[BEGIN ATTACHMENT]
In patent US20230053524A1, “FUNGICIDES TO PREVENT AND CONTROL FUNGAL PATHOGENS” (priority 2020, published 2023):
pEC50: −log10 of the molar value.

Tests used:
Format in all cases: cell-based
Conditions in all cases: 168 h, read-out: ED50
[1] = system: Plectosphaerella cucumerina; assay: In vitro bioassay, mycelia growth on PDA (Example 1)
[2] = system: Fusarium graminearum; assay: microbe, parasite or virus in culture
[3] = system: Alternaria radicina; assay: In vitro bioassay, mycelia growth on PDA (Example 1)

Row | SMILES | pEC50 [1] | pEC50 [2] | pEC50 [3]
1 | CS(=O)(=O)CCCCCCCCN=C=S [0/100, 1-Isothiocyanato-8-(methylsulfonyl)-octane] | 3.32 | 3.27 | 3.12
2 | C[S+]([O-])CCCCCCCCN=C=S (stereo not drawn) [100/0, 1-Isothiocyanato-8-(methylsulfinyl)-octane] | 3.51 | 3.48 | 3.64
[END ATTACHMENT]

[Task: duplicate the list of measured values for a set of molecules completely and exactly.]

In patent US20230053524A1, “FUNGICIDES TO PREVENT AND CONTROL FUNGAL PATHOGENS” (priority 2020, published 2023):
pEC50: −log10 of the molar value.

Tests used:
Format in all cases: cell-based
Conditions in all cases: 168 h, read-out: ED50
[1] = system: Plectosphaerella cucumerina; assay: In vitro bioassay, mycelia growth on PDA (Example 1)
[2] = system: Fusarium graminearum; assay: microbe, parasite or virus in culture
[3] = system: Alternaria radicina; assay: In vitro bioassay, mycelia growth on PDA (Example 1)

Row | SMILES | pEC50 [1] | pEC50 [2] | pEC50 [3]
1 | CS(=O)(=O)CCCCCCCCN=C=S [0/100, 1-Isothiocyanato-8-(methylsulfonyl)-octane] | 3.32 | 3.27 | 3.12
2 | C[S+]([O-])CCCCCCCCN=C=S (stereo not drawn) [100/0, 1-Isothiocyanato-8-(methylsulfinyl)-octane] | 3.51 | 3.48 | 3.64